Automated Western Blot Processors
Automation offers many advantages, including higher sample throughput, improved experimental reproducibility, and reduced hands-on time. It can also mitigate the risk of experimental cross-contamination. Automated Western blot processors are being increasingly used in place of manual immunoblotting, with available systems differing mainly in cost and number of blots they can handle. Options include Cytoskeleton’s GOBlot™ Western Blot Processor, Precision Biosystems’ BlotCycler™, and Thermo Fisher Scientific’s iBind™ Flex Western Device.
Single-Cell Western Blot
Performing Western blot with single cells can reveal protein heterogeneity or detect rare cell populations that might otherwise be overlooked with bulk Westerns. It can also help simplify challenging flow cytometry assays, such as transcription factor analyses, and validate single-cell RNA sequencing data at the protein level. Bio-Techne’s Milo™ is an automated single-cell Western blot platform that measures protein expression in thousands of single cells per run, using a dedicated (scWest) chip and a fluorescence microarray scanner. Once the cell suspension has been loaded onto the chip, the instrument lyses the cells before carrying out a rapid (1 minute) SDS-PAGE separation. The chip is then probed with conventional Western blot antibodies to measure up to 12 proteins per cell, in a workflow taking just 4-6 hours.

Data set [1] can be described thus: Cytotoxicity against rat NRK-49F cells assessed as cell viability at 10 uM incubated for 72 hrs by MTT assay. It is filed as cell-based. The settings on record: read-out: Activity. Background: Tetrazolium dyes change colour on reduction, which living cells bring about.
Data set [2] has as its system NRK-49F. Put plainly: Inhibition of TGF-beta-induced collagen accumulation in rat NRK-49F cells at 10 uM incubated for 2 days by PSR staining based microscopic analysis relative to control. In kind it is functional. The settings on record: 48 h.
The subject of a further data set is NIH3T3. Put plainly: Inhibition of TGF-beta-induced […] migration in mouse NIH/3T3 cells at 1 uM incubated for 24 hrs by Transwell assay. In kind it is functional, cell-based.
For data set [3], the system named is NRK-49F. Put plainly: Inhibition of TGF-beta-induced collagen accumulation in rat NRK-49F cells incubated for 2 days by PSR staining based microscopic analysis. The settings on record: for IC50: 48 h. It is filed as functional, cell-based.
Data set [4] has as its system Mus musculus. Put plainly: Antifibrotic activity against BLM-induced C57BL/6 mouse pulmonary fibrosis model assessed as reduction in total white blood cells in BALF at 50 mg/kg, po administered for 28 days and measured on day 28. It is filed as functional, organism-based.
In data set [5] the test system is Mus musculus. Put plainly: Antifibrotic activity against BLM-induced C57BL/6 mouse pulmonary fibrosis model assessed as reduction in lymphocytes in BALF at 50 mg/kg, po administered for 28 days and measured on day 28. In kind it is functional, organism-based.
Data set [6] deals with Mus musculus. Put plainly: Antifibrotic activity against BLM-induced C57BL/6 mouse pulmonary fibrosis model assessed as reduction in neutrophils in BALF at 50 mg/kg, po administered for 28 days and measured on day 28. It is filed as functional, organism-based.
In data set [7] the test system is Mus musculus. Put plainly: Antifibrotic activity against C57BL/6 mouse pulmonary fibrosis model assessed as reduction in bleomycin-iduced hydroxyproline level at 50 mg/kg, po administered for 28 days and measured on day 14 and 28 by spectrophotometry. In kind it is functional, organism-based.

Antibody Considerations for Western Blot